Air Canada is also identifying Calgary International airport as a mid-continent hub to connect traffic flows from western to eastern Canada, and the airport will remain for strategic for the airline as the recovery in traffic continues.
Canada’s largest airline recognises that market dynamics within the country are changing as more low cost competitors enter the market. But Air Canada remains bullish about its ability to compete robustly, underpinned by what it deems as a superior network.
TO READ ON, VISIT: Air Canada bullish about its prospects as recovery gains steam
It is incumbent upon small regional airports to find ways to survive the current crises. Typically they have looked solely to the low cost sector for scheduled services, with a modicum of success.
Denmark’s Billund Airport, which is located in a rural part of the country in the Southern Denmark administrative region, is taking a different approach by building, in collaboration with Denmark’s largest labour market pension fund, an ‘airport city.’
Many airports have an aspiration towards having an attached commercial city but do not have the economic clout to underpin it. That is not the case with Billund, which is the headquarters location of Lego, one of the largest toy companies in the world, and of its associated theme park, the original Legoland.
Together with a decision by Maersk – also a giant in its own field (shipping) – to make Billund its European air freight hub, that gives Billund a huge incentive to turn a sleepy part of the country into a major employment centre for the whole of Denmark.
TO READ ON, VISIT: Denmark’s Billund Airport to build an airport city – but not out of Lego
Cambodia was building its tourist industry before the coronavirus pandemic while never seriously challenging neighbouring Thailand.
More than five years ago two new international airports were authorised, of which one is the New Siem Reap International Airport, which will serve the country’s main tourist attraction – Angkor Wat. The existing airport does that but it is so close to the World Heritage Site that emissions and noise are having an impact on the Buddhist temples there.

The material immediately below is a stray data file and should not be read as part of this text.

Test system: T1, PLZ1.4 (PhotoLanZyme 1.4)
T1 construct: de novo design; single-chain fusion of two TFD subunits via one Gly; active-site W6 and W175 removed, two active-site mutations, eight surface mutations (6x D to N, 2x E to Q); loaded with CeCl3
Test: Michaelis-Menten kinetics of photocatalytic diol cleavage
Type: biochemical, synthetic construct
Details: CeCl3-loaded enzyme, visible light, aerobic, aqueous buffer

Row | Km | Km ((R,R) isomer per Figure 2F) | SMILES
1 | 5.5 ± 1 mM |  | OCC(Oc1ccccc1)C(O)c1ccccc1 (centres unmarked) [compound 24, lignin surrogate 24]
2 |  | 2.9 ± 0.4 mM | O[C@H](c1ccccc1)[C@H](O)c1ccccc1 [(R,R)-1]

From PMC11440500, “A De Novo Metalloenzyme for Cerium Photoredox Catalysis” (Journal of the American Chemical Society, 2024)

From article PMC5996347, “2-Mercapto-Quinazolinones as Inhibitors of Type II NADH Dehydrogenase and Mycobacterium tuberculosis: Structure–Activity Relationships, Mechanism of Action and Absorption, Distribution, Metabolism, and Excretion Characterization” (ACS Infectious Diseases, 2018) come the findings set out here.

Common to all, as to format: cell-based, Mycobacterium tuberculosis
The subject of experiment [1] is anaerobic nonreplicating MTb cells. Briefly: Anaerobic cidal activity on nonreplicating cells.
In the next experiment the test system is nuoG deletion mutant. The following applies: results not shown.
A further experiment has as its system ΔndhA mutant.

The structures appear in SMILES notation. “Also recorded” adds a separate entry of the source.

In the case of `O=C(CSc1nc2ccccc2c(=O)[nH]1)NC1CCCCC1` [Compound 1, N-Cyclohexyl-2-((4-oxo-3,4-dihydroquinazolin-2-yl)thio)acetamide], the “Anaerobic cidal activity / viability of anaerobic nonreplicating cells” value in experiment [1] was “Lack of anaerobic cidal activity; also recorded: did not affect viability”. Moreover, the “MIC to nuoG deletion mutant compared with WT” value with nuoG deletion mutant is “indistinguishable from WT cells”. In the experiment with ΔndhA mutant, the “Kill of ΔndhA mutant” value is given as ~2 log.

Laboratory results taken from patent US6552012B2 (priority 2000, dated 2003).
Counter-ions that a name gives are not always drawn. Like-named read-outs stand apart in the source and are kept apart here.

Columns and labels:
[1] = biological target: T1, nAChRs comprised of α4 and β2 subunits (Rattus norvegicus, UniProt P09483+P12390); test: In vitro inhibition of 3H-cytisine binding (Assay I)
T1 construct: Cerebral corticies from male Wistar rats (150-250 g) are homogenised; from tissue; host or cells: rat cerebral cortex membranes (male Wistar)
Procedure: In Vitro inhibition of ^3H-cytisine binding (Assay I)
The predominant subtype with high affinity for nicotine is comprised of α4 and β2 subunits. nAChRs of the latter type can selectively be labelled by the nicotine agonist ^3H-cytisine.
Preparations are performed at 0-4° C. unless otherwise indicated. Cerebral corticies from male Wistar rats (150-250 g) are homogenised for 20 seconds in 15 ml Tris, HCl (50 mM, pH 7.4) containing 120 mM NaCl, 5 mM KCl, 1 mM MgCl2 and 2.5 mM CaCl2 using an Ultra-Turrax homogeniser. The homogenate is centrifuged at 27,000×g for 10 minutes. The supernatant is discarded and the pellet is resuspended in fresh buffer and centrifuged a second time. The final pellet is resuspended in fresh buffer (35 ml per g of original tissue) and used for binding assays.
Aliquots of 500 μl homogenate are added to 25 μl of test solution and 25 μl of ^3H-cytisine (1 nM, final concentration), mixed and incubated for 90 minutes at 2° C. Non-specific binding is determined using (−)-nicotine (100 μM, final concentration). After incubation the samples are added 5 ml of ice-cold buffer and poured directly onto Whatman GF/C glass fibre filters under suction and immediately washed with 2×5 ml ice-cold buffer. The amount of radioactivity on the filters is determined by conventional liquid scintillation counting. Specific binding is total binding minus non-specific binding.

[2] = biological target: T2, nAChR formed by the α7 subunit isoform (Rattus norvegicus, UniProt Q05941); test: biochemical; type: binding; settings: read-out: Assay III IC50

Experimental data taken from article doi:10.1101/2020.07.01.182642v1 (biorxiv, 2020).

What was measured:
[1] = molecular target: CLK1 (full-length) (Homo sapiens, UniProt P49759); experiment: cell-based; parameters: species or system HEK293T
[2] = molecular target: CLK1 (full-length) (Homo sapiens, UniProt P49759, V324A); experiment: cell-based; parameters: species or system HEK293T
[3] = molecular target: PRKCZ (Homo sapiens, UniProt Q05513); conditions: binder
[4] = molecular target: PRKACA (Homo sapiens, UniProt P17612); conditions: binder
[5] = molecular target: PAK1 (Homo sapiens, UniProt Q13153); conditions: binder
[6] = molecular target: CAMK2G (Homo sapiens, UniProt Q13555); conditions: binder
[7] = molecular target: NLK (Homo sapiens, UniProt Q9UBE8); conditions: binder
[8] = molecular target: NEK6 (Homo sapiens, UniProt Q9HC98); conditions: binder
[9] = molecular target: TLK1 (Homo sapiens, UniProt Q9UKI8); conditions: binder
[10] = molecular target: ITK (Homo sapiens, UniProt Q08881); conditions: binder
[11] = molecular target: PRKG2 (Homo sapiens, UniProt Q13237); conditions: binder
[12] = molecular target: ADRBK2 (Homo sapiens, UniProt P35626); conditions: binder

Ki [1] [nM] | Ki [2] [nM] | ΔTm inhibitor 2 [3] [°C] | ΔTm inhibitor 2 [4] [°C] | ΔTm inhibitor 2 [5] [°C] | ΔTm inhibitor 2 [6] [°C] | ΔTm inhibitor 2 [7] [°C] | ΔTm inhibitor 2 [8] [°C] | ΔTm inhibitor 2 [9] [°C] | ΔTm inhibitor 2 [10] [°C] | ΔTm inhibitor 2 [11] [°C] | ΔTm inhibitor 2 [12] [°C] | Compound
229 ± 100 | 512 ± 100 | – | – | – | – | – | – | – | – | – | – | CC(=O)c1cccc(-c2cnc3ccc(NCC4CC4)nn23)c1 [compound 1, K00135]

Cambodia is now attempting to get back on track, with this and another new international airport for the capital, Phnom Penh, neither of which involves the existing operator, the French company VINCI. Instead, a Chinese investment house has been selected for the Siem Reap development.
The question is: can tourism be revived (COVID is still a major problem here); how soon; and can western tourists be attracted to Cambodia in greater numbers?
TO READ ON, VISIT: New Siem Reap airport 'to increase Cambodia’s economy and tourism'
This regular weekly CAPA report features a summary of recent aviation sustainability and environment news, selected from the 300+ news alerts published daily by CAPA.
This week’s issue includes: Cathay Pacific launches major corporate sustainable aviation fuel programme; Ryanair partners with Neste for 40% SAF blend at Amsterdam Schiphol Airport; airBaltic improves environmental impact in 2021; Royal Schiphol Group publishes updated plan to eliminate emissions by 2030; New Zealand Govt announces Sustainable Aviation Arrangement signed with Singapore.
TO READ ON, VISIT: SPECIAL REPORTS: Aviation Sustainability and the Environment